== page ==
Andrew Kerr (festival co-founder)
|Born||29 November 1933|
|Known for||Founder of Glastonbury Fayre|
Andrew Kerr (born on 29 November 1933) was a co-founder of Glastonbury Fayre, the 1971 forerunner of today's Glastonbury Festival. Kerr managed the festival site up to the mid eighties, helping establish it as the UK's foremost music festival.
In 1971 Kerr staged Glastonbury Fayre, along with Arabella Churchill, following Michael Eavis' original Pilton Pop Festival of 1970. Glastonbury Fayre originated the use of a pyramid stage, inspired by the work of author John Michell. The position of the stage was dowsed by Kerr according with his belief in ley lines, and the 'Glastonbury' part of the festival's name was introduced.
Kerr was inspired to put on a free festival after his experience at the commercial Isle of Wight Festival in 1970. His original motivation for staging a free festival was outlined in a leaflet published at the time:
|“||Man is fast ruining his environment. He is suffering from the effects of pollution; from the neurosis brought about by a basically urban industrial society: from the lack of spirituality in his life. The aims are, therefore: the conservation of our natural resources; a respect for nature and life; and a spiritual awakening.||”|
To mark the 40th Anniversary of the Glastonbury Fair, at the 2011 Glastonbury Festival Kerr organized a 'Spirit of 71' stage, with a number of the original performers. 'Spirit of 71' was also incorporated into the 2013 festival
In his book Groovy Old Men author Nick Baker says of Kerr:
|“||His contribution to the British music scene is incontrovertibly huge. Without him there would be no Glastonbury Festival.||”|
Kerr's childhood during the war years was spent in south Oxfordshire, but he was evacuated to Ilfracombe for a period, and immediately afterwards the family was farming in the area. He was at school at Radley College. He spent his National Service as a stores assistant at Portsmouth in the Royal Navy, in which his father also served.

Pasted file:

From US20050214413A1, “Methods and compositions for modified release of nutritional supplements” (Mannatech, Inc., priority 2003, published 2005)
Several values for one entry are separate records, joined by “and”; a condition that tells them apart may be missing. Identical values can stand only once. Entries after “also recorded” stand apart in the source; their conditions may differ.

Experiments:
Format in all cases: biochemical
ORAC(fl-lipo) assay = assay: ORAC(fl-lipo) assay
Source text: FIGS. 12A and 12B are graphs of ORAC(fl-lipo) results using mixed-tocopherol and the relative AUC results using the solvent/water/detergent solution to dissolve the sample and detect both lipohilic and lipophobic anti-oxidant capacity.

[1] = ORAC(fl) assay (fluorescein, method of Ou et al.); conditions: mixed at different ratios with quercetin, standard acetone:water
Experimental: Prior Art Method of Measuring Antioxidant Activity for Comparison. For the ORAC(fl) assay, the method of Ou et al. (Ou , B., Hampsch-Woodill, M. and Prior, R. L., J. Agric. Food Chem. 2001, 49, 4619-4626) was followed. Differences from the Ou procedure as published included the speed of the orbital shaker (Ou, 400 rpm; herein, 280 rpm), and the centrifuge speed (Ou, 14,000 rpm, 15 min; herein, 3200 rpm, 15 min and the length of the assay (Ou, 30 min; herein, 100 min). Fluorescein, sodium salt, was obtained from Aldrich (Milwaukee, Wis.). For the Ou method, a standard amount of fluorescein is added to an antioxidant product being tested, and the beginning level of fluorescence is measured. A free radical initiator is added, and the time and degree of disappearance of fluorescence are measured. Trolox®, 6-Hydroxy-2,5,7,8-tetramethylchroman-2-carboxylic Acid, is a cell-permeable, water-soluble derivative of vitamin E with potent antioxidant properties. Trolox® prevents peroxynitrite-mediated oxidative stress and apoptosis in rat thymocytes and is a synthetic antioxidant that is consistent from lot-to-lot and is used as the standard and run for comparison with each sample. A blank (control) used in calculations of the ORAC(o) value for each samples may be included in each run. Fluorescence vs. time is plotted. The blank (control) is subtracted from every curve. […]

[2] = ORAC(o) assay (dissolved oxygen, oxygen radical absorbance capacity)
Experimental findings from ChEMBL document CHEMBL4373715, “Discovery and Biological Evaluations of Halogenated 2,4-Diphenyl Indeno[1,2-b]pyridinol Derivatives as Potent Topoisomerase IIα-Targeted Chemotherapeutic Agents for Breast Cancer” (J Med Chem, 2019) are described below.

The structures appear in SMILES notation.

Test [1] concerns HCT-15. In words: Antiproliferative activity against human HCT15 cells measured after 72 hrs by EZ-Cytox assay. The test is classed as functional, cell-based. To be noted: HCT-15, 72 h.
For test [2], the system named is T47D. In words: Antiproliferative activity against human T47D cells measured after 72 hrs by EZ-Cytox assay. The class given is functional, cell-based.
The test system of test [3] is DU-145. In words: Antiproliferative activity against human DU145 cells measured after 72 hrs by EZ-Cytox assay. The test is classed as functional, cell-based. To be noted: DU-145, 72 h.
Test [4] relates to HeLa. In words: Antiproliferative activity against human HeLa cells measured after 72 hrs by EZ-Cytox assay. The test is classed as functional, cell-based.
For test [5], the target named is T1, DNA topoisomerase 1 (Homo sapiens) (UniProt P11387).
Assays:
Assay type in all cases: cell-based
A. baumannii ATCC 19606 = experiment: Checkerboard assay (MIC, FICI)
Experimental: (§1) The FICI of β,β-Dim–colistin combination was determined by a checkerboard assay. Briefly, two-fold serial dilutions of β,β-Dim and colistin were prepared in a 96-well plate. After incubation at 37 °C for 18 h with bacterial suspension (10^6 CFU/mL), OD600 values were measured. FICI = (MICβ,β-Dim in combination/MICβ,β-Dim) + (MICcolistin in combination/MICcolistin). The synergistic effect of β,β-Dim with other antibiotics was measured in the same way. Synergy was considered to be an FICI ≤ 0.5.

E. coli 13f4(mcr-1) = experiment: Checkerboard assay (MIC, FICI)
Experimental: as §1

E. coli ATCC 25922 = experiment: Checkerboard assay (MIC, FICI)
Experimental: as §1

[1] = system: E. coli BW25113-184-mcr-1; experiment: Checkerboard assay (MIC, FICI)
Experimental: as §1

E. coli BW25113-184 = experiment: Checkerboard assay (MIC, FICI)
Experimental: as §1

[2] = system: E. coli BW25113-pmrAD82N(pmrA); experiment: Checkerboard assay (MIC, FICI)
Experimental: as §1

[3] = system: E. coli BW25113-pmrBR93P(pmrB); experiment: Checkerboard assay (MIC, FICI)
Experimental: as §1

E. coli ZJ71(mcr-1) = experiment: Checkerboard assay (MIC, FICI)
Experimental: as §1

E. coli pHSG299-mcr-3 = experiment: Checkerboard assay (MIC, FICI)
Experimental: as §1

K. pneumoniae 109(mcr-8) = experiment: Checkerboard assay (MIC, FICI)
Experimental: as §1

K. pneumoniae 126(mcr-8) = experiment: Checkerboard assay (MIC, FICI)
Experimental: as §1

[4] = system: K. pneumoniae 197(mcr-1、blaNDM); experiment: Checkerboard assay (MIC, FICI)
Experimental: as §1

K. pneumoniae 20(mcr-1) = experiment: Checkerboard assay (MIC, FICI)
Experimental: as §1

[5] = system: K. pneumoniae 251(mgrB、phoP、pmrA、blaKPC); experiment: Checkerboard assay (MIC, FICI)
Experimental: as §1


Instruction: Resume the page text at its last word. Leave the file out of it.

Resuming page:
Kerr went on to lead a varied and interesting life. Nick Baker again:
|“||Andrew Kerr has been a gardener, minicab driver, sailor, farmer, tv researcher and festival starter. He has met Jimi Hendrix, Princess Margaret, Winston Churchill and the Grateful Dead. He can build dry stone walls, shear sheep and navigate sea going vessels. He is enthusiastic about numerology and ley lines. For someone who was in at the start of the green movement he doesn't bang on about it.||”|
After organizing Glastonbury Fair in 1971, Kerr continued to manage the Glastonbury Festival site up until the mid 1980s.
In 1992 Kerr put on the Whole Earth Show in Dorset, promoting organic agriculture and sustainable technologies. BBC Radio 4 carried the first wind powered broadcast from the show, while Tibetan priests blessed the site and those present.
- Adler, Mark (May 2011). "Spirit of '71 revived". Mendip Times. pp. 66–67.
- Dearling, Alan. "Not only but also…some historical ramblings about the English festivals scene" (PDF). Retrieved 4 May 2011.
- Youngs, Ian. "Meet the Glastonbury Survivors", BBC News, June 24, 2010, accessed February 20, 2011.
- Carol Clerk (2004). The saga of Hawkwind. Omnibus Press. pp. 56–57. ISBN 978-1-84449-101-8. Retrieved 14 December 2010.
- Youngs, Ian (24 June 2010). "Meet the Glastonbury survivors". BBC. Retrieved 14 December 2010.
- Nick Baker (2008). Groovy Old Men: A Spotter's Guide. Icon. p. 24. ISBN 978-1-84831-020-9. Retrieved 14 December 2010.
- Nick Baker (2008). Groovy Old Men: A Spotter's Guide. Icon. p. 93. ISBN 978-1-84831-020-9. Retrieved 14 December 2010.
- Nick Baker (2008). Groovy Old Men: A Spotter's Guide. Icon. p. 5. ISBN 978-1-84831-020-9. Retrieved 14 December 2010.
- "Intolerably Hip: The memoirs of Andrew Kerr". Frontier Publishing. Retrieved 4 May 2011.
- Walton, James (17 June 2011). "A hip trip with nude druids, aliens...and Richard Whiteley". Daily Mail. Retrieved 21 October 2013.